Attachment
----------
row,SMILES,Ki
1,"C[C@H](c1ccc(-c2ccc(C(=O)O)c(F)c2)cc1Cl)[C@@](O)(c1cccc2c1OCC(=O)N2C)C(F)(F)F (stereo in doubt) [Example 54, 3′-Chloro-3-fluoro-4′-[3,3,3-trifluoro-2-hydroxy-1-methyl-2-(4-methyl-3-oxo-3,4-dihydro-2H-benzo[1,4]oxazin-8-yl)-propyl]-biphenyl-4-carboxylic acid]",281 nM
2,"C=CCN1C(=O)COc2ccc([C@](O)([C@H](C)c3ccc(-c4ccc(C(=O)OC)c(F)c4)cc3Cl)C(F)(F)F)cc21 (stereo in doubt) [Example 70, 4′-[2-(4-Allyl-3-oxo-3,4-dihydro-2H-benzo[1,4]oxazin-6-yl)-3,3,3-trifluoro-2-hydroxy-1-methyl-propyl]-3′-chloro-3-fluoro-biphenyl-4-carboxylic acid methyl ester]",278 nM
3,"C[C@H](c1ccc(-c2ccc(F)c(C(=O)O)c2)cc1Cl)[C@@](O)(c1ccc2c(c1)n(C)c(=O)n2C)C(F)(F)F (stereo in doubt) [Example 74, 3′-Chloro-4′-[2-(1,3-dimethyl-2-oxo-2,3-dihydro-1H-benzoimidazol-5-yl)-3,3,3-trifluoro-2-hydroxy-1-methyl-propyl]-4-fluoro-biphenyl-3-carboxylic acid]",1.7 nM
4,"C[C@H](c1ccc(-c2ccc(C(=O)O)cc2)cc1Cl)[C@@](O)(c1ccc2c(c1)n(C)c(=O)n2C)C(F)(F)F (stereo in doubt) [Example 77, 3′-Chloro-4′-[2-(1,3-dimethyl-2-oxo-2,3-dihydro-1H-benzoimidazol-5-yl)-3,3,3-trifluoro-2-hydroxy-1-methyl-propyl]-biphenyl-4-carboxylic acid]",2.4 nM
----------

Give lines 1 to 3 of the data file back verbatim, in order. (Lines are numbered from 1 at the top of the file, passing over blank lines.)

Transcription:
row,SMILES,Ki
1,"C[C@H](c1ccc(-c2ccc(C(=O)O)c(F)c2)cc1Cl)[C@@](O)(c1cccc2c1OCC(=O)N2C)C(F)(F)F (stereo in doubt) [Example 54, 3′-Chloro-3-fluoro-4′-[3,3,3-trifluoro-2-hydroxy-1-methyl-2-(4-methyl-3-oxo-3,4-dihydro-2H-benzo[1,4]oxazin-8-yl)-propyl]-biphenyl-4-carboxylic acid]",281 nM
2,"C=CCN1C(=O)COc2ccc([C@](O)([C@H](C)c3ccc(-c4ccc(C(=O)OC)c(F)c4)cc3Cl)C(F)(F)F)cc21 (stereo in doubt) [Example 70, 4′-[2-(4-Allyl-3-oxo-3,4-dihydro-2H-benzo[1,4]oxazin-6-yl)-3,3,3-trifluoro-2-hydroxy-1-methyl-propyl]-3′-chloro-3-fluoro-biphenyl-4-carboxylic acid methyl ester]",278 nM